"According to the doctrine known as the `common-law' or `English' rule, percolating water, as herein defined, is regarded as being as much a part of the freehold through which it courses or percolates as the clays, sand, gravel, and rocks found therein, and the owner, at least in the absence of malice and of any contractual or statutory restriction, has the absolute right to intercept the water before it leaves his premises and make whatever use of it he pleases, regardless of the effect that such use may have on an adjoining or a lower proprietor through whose land the water, in its natural course, would filtrate, percolate, or flow."

I think we should follow the common-law rule until the Legislature sees fit to change the common-law rule. It is well known in Arkansas that in the past two sessions of the Legislature, the question of legislation concerning water has been one of the most controversial issues. We have had a great deal of trouble trying to decide surface water cases; and subterranean water cases are far more difficult of decision. Act No. 81 of 1957 affects surface water; yet the majority, by this opinion, is adopting the "reasonable use" rule for percolating waters in advance of any action by the Legislature. I submit that we should follow the common-law until the Legislature prescribes otherwise, because Arkansas is a common-law State.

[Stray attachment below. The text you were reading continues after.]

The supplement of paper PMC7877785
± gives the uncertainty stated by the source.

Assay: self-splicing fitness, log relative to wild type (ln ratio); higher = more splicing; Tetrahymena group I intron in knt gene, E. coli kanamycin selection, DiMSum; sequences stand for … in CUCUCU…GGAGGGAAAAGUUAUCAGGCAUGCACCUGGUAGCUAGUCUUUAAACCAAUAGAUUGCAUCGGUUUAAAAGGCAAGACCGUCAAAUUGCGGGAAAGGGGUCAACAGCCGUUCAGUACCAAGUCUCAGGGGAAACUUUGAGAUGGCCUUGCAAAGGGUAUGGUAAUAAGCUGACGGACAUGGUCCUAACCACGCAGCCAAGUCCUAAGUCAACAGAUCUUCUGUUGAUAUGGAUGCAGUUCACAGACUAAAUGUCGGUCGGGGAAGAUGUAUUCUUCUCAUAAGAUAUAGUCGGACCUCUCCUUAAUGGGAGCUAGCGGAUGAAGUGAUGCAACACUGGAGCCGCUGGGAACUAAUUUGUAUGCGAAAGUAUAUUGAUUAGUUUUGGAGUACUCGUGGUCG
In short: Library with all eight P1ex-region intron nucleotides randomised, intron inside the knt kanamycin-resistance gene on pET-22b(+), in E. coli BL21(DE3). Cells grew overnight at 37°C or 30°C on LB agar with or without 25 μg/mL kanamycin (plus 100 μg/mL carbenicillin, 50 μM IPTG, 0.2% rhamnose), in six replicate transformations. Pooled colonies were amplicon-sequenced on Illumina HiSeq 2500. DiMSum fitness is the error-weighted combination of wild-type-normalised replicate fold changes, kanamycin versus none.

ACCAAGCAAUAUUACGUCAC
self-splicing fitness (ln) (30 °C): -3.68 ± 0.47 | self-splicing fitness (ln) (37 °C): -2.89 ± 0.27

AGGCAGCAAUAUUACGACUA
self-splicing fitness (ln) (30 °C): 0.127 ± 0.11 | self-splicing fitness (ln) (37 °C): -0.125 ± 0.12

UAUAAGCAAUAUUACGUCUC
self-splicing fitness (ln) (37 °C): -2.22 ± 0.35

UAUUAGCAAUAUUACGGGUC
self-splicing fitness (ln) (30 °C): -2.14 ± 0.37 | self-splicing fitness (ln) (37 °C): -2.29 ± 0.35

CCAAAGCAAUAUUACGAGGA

III. The third reason for my dissent is, that even if the majority adopts the "reasonable use" theory, still there is nothing in the record in this case to show that the poultry company was making an unreasonable *117 use of the water. In 56 Am.Jur. 600, "Waters", Sec. No. 117, this is stated:

"As applied in most jurisdictions, however, the rule of reasonable use or correlative rights prevents the withdrawal of percolating waters for distribution or sale for uses not connected with any beneficial ownership or enjoyment of the land whence they are taken, * * *."